That’s an easy question to ask, but a very difficult one to answer. I’m going to write two articles on this topic. This, the first one, is about specifying what security we want in an application. The second will be about assuring the security of an application.
An application is secure if it is resistant to attack. All forms of interaction with an application can potentially be attacks, if the application does not handle them correctly.
Applications interact in many ways, not all of them obvious:
- End users use the application for its business purpose.
- Privileged application users perform special operations such as user management.
- Applications, and application components, interact together.
- Infrastructure supports and separates applications (we hope). Modern infrastructures partition and host applications in complex and unpredictable ways, and will share server, network and storage resources with multiple tenants.
- Data from the application can travel widely – for instance, to backup solutions or data warehouses.
To impose order on this chaos, you need to secure the application’s interactions. You will need to think about the following:
- Both sides of the application, and its internal components, need to authenticate each other. Humans, and legacy applications, have different authentication capabilities from modern applications. Phishing attacks, for instance, work because humans are poor at authenticating applications.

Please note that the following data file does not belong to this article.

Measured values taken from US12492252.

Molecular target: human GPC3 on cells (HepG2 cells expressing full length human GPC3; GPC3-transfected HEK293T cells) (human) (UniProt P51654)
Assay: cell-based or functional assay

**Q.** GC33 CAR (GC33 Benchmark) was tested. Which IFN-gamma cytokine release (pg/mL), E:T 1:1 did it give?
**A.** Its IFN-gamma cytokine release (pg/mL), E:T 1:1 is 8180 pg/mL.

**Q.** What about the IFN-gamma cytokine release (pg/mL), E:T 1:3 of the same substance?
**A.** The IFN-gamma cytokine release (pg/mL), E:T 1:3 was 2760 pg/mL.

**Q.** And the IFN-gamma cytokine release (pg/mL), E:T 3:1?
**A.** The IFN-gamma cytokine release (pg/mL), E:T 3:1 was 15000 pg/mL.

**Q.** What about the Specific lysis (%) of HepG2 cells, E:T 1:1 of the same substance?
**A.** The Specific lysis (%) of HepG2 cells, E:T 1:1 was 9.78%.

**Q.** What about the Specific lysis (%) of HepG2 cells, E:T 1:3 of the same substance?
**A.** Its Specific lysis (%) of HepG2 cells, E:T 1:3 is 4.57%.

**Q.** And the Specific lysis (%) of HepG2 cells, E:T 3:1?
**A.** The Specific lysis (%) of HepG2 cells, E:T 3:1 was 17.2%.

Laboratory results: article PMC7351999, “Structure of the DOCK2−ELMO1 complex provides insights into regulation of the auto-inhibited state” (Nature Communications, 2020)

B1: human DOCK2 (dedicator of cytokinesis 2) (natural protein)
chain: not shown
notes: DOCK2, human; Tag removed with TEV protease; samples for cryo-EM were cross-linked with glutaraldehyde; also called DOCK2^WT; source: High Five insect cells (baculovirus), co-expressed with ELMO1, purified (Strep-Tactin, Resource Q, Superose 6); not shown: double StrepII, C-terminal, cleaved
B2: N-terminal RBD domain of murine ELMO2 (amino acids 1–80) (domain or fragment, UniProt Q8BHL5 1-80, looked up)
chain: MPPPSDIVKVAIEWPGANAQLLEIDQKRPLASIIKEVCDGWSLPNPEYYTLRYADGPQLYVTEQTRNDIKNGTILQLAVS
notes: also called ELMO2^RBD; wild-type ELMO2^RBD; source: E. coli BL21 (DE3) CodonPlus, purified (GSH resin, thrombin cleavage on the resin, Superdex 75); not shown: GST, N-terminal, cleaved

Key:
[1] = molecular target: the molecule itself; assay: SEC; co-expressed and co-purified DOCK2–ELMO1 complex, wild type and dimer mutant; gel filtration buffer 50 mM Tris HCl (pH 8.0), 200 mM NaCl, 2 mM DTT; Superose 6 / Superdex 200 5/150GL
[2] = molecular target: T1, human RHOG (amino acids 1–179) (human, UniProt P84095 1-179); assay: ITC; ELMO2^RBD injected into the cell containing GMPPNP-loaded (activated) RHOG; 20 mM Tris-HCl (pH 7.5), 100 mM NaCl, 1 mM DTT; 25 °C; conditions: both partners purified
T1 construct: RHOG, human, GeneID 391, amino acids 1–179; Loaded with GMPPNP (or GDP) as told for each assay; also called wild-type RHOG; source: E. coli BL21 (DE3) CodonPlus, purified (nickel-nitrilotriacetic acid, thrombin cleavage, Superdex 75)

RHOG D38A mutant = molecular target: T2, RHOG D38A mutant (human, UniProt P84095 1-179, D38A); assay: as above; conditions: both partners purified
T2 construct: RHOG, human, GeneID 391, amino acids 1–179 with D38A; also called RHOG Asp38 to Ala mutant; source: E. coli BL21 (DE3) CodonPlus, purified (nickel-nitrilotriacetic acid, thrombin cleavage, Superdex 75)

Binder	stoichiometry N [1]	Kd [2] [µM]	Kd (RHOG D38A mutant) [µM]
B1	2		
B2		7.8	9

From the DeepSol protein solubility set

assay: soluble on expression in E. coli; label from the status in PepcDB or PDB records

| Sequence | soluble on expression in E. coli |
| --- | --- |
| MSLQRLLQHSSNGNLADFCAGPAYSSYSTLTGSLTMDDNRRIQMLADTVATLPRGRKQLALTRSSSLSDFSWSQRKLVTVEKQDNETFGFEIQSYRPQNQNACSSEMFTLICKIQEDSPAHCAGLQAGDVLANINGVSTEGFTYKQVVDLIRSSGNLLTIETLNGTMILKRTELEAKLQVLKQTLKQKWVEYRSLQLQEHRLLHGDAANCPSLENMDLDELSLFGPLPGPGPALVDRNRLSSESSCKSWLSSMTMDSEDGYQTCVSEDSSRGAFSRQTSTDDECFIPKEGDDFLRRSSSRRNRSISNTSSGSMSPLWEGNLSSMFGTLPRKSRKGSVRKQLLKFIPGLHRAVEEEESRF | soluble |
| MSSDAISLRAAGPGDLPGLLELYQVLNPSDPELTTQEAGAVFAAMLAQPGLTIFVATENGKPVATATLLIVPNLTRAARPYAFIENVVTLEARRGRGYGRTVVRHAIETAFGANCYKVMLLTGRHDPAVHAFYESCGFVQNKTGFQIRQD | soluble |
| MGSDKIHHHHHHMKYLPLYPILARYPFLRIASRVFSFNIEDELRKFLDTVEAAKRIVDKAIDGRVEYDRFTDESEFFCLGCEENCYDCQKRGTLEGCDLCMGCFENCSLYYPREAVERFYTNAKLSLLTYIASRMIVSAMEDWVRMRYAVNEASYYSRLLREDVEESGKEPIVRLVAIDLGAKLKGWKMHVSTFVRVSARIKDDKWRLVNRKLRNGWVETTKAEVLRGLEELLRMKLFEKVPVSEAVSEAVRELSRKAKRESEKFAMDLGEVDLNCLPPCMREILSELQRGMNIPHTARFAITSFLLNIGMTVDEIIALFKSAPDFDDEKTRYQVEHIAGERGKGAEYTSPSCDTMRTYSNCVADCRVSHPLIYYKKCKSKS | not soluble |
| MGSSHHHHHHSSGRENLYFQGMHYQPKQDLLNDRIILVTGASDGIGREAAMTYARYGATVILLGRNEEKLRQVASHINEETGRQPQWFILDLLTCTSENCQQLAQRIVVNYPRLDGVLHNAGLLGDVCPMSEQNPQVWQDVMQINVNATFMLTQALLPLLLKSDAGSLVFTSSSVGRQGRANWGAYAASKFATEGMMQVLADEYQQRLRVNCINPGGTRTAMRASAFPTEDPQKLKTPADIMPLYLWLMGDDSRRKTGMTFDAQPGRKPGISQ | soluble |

- The traffic between the two sides must be protected from tampering (always) and eavesdropping (sometimes). When I say ‘sometimes’, I mean that sensitive data, and authentication secrets like passwords, need protection for confidentiality. Over networks this is generally achieved using cryptography, for instance web servers usually support the TLS protocol for this purpose.
- Applications need to be able to handle unexpected input without behaving unpredictably. SQL injection attacks, for instance, work by passing data to an application in an unexpected format to confuse it.
- Most real-world protocols are built up from a stack of different layers that serve different purposes. The application, in its environment, must handle each layer correctly and send messages to components that can cope with them.
The Open Web Application Security Project (OWASP) has many useful resources for application security, including the OWASP top 10 web application security risks report, and the Open Software Assurance Maturity Model (OpenSAMM).
Application security can’t be bought in a box. It requires careful acquisition and development of software, and paying attention to security when configuring and installing software, as well as deploying infrastructure and application security mechanisms.
None of this can easily bolted on after the fact. Capgemini recommend performing a detailed security risk analysis early on in the development of a new application, to ensure security is built in (and budgeted for) from the start.
Note: This is the personal view of the author and does not reflect the views of Capgemini or its affiliates. Check out the original post here